On September 26, 2018, Christine S. Wilson was sworn in as a Commissioner at the Federal Trade Commission into the seat previously held by Maureen Ohlhausen.  Commissioner Wilson most recently held a senior legal role at Delta Airlines, previously was an antitrust partner at two large law firms, and during the George W. Bush Administration served as Chief of Staff to FTC Chairman Timothy Muris.

With the addition of Commissioner Wilson, the FTC now has a full slate of five commissioners at the helm, all of whom joined the agency within the last six months.  It is still early days at the FTC under the leadership of Chairman Joe Simons but there are already signs that change is afoot.  For example, the FTC has begun a broad review of whether it is using the full range of its remedial powers as effectively as possible, including whether there are new or infrequently applied remedies, such as monetary relief or notice to affected consumers in deceptive advertising cases.  Continue Reading Christine S. Wilson Sworn in at FTC, Completing New Slate of FTC Commissioners

Consumers notice and are more likely to buy products that are marketed as Made in USA, but companies face significant legal risk, negative publicity, and decades of government oversight if they overstate the extent to which their products are made in the United States.

  • Companies marketing their products without qualification as Made in USA must at least meet the “all or virtually all” standard, meaning that all significant parts and processing that go into the product are of U.S. origin.
  • Federal, state, self-regulatory, and private actors are increasingly bringing enforcement actions and other litigation for false or misleading use of Made in USA labels.

This update from September outlines the FTC’s enforcement policy on U.S.-origin claims and analyzes recent actions challenging such false or misleading claims. Read the full Update here.

The annual ABA Antitrust Law Spring Meeting held in Washington, D.C., last month included sessions on consumer protection. Key takeaways include the following:

  • The FTC Act remains broad in scope, claims about products treating serious diseases must be supported by clinical testing, and companies promoting their products as “Made in the USA” must meet the “all or virtually all” standard, meaning that all significant parts and processing that go into the product must be of U.S. origin.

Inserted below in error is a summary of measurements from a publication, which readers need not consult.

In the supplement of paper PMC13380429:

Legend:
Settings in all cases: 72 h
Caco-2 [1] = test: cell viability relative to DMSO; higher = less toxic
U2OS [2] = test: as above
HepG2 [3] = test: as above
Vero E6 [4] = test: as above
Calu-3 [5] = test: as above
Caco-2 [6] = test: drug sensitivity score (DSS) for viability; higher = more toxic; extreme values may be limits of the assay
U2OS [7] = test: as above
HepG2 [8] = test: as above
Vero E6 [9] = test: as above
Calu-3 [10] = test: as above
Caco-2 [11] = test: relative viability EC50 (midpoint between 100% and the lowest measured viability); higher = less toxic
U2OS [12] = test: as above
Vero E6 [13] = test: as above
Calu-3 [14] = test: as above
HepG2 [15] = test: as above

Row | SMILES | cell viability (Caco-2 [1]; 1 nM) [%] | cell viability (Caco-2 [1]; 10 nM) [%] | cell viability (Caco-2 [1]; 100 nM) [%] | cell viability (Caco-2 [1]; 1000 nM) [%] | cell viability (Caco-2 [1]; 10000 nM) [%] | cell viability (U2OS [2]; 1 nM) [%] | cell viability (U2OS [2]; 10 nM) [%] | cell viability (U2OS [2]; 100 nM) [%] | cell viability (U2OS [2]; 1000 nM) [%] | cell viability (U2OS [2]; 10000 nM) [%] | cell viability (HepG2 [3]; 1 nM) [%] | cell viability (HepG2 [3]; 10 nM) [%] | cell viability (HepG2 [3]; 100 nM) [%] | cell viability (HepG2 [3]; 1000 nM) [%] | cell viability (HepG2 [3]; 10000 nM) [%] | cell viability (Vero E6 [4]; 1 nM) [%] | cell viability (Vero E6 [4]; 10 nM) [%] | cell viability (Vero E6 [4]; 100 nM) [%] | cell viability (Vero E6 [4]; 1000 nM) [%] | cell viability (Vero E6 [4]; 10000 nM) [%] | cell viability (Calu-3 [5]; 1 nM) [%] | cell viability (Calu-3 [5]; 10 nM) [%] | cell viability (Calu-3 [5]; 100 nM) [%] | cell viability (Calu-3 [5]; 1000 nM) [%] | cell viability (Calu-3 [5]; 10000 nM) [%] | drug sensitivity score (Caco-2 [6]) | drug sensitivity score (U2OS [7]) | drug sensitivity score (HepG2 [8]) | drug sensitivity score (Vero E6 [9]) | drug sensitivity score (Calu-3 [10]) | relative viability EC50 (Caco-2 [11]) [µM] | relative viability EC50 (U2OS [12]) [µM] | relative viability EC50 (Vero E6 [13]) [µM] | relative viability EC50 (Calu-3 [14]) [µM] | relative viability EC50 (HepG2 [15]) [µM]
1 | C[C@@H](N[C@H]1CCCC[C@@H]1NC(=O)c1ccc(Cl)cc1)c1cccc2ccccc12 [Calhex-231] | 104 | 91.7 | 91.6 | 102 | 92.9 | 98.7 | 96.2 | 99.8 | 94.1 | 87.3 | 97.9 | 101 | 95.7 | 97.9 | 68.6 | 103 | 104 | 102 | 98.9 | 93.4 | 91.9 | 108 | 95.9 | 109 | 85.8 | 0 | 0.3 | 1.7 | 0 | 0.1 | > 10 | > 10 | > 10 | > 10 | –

• When the GDPR goes into effect on May 25, 2018, U.S. companies that target their goods and services to EU residents or track the behavior of EU residents will be subject to its new requirements, regardless of whether they have a physical presence in the European Union.
  • Absent congressional action, the current debate on net neutrality is likely to continue for years to come.
  • A website or online service directed toward children that collects personal information (or an online service with knowledge of the data collection) must comply with COPPA, and regulators observe that it is less expensive for companies to build compliance on the front end than to retrofit a service.

This update details discussions on the above topics covered at the April meeting. Read the full Update here.

The Federal Trade Commission (FTC) and the State of Maine recently delivered yet another “gut check” to businesses engaging in weight loss advertising, Map of Maineobtaining a $2 million dollar settlement against an advertising agency related to allegedly false claims. While challenges related to weight loss claims and related offers are all too familiar for brands, this settlement serves as a heavy reminder to ad agencies that they can also be held responsible for false advertising.

In its complaint against Marketing Architects Inc. (MAI), the FTC and Maine alleged that radio ads created and disseminated by MAI for its client, Direct Alternatives (the maker of Puranol, Pur-Hoodia Plus, PH Plus, Acai Fresh, AF Plus, and Final Trim) made a number of (1) false or unsubstantiated  weight loss claims; (2) false or inadequately-disclosed “free trial” claims; and (3) false testimonials or ads disguised as testimonials. Continue Reading Agency Beware: False Advertising Liability Applies to Agencies Too